English 2111: World Literature I: Monsters

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English 2111: World Literature I: Monsters & Heroes
Spring 2014
Rachel Scoggins, Academic 102 - [email protected]
http://www.gordonstate.edu/PT_Faculty/rscoggins/
Office Hours: M/W 1:15-2:45 pm
COURSE DESCRIPTION/SYLLABUS
Course description: A survey of important works of world literature from the ancient times to the seventeenth century.
Prerequisite for the course: A C or better in English 1101.
Course Objectives: Upon completion of ENGL 2111, World Literature I, the student will have:
1. gained awareness of major writers and literary periods in the canon of World Literature.
2. demonstrated competence in literary analysis.
3. demonstrated an understanding of fundamental literary and critical terminology.
4. developed an awareness of aesthetic experiences as a dimension of life by demonstrating competence in literary
studies.
If you believe you are eligible for a disability accommodation, please call the campus A.D.A. coordinator at (678) 359-5326.
No accommodation can be made without a memo from that office.
Course Content:
These are literally world-famous stories, poems, and plays. People have enjoyed them around the world. However, if you
do not budget enough time for your reading, you may start to view them as a burden rather than a pleasure. Instead,
expect to take a great deal of time—then relax and enjoy yourself. The best pleasures cannot be hurried.
Required Texts: The Norton Anthology of World Literature, Shorter Edition, Vol. 1., 3rd ed., Ed. M. Puchner. New York:
Norton, 2013.
Various texts accessed via the internet/handout
Grading:
Class participation/quizzes/attendance
Homework/mini projects
First exam
Second exam:
Research Paper:
Final Exam:
15%
10%
15%
20%
15%
25%
Standards: A=90-100, B=80-89, C=70-79, D=60-69
Your failure to do any assignment listed above (except pop quizzes and homework) will result in your failing the course. If
you believe you have a good reason for being excused from a pop quiz, discuss it with me promptly; I will decide on a caseby-case basis whether or not to keep the zero, excuse the quiz, or give a make-up with or without grade penalty.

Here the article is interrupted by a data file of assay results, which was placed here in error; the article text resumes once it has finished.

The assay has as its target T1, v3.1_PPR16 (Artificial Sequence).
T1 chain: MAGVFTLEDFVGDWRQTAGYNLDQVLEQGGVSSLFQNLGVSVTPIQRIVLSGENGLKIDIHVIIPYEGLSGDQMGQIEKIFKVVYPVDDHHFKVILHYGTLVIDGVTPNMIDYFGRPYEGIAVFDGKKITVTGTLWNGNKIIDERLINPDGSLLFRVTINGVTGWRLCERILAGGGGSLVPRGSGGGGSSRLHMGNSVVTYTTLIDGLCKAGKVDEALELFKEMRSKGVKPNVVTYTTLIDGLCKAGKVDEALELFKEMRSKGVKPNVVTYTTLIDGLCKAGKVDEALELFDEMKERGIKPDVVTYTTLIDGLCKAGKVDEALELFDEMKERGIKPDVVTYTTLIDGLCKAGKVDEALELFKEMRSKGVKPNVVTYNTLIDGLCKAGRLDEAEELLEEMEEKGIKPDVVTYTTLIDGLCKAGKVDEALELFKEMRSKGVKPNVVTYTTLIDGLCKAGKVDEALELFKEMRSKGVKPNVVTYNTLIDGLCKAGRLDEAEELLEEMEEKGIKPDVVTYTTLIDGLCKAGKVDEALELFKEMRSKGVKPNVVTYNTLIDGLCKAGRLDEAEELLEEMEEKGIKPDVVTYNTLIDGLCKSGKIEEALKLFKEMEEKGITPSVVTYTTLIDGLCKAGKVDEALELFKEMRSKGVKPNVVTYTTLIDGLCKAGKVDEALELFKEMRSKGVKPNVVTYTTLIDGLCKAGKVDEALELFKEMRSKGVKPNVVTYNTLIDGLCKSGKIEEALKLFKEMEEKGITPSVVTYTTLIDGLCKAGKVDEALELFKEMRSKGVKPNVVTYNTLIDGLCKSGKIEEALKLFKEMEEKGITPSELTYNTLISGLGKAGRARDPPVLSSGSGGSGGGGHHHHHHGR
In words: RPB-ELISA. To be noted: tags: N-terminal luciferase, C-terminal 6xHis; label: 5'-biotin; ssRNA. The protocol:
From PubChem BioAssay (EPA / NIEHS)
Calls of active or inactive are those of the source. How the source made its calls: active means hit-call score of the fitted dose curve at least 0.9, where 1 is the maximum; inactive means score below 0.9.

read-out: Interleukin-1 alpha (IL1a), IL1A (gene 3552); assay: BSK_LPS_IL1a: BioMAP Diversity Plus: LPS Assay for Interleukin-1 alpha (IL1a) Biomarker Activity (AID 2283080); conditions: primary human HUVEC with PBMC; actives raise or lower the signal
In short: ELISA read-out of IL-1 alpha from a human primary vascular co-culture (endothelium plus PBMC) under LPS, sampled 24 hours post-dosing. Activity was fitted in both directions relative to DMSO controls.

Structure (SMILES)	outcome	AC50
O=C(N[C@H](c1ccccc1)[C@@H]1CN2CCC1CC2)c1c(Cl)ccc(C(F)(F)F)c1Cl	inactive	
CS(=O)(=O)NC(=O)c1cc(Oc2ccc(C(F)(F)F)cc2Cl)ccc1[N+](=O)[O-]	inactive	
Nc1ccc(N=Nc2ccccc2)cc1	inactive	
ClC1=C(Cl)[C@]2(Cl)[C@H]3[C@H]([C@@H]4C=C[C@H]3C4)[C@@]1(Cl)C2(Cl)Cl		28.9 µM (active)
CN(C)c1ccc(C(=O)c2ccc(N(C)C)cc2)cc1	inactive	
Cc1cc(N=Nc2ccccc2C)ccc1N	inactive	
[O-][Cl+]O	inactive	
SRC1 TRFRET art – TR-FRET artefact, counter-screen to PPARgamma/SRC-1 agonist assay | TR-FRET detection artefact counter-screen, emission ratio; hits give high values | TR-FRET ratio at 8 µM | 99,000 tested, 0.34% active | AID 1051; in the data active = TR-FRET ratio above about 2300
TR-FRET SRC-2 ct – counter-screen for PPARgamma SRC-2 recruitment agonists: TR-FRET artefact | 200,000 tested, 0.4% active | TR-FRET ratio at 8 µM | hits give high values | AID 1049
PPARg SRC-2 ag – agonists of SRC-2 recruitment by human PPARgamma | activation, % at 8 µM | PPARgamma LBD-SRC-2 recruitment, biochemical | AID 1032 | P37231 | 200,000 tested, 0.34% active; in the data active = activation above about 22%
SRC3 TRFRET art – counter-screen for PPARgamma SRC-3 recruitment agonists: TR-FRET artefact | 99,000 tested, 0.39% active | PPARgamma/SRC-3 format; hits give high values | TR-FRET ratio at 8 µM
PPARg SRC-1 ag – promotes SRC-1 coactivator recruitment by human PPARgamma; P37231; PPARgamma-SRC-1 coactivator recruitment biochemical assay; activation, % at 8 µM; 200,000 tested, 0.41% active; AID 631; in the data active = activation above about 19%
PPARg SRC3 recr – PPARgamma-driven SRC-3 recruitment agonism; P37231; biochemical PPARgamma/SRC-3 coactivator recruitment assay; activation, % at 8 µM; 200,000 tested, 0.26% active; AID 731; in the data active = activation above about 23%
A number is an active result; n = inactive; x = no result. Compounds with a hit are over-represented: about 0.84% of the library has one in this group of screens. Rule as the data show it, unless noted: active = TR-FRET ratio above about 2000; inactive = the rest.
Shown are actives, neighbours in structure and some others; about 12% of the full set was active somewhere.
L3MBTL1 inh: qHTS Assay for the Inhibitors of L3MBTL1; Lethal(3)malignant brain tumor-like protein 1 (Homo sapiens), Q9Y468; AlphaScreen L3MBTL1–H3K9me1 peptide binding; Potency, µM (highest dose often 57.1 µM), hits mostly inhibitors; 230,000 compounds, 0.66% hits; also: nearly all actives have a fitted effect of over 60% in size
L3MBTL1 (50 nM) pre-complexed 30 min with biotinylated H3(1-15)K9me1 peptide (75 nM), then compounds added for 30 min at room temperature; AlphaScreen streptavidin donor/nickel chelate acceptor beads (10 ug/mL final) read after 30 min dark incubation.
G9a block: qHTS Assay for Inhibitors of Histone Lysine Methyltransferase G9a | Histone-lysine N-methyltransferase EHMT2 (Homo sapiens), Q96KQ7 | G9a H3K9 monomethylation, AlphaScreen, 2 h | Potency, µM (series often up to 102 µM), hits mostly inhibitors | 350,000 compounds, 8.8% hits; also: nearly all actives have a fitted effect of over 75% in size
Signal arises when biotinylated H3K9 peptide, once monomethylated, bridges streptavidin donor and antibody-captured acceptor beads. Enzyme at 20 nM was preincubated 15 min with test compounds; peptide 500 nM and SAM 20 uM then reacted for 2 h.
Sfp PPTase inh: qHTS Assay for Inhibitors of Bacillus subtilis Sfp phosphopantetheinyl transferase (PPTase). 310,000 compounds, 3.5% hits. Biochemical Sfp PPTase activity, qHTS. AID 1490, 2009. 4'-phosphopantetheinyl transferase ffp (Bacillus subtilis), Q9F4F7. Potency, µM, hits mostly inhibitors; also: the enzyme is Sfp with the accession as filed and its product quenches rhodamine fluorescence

Your paper will be a researched assignment - a traditional term paper. The subject must be approved. You will
express your opinions about a piece of literature we have read this semester, but for this assignment you will also include
the views of scholars on the subject (ie secondary research). The paper must be a minimum of 1200 words (not including
works cited). MLA format is required for in-text citations and works cited page.
Your exams will include some “objective” questions (e.g. identifying quotations, fill in the blank, fact recall); they
will mostly be short answer essay and one-two long essay discussion questions.
Attendance policy: Without class discussions and lectures, you might as well read this literature on your own. You will find
that experiencing a group’s reaction to a piece of writing is something that cannot be recreated through merely reading
class notes. This is not just a lecture class. Furthermore, you can contribute to the class: thoughtful questions can be just as
valuable as insightful comments (though they should be the questions of a person who has read the material). Missing
classes will reduce your ability to contribute and will therefore lower your class participation grade. Furthermore, specific
in-class activities will be used to help establish your participation grade, and in most cases these activities must be carried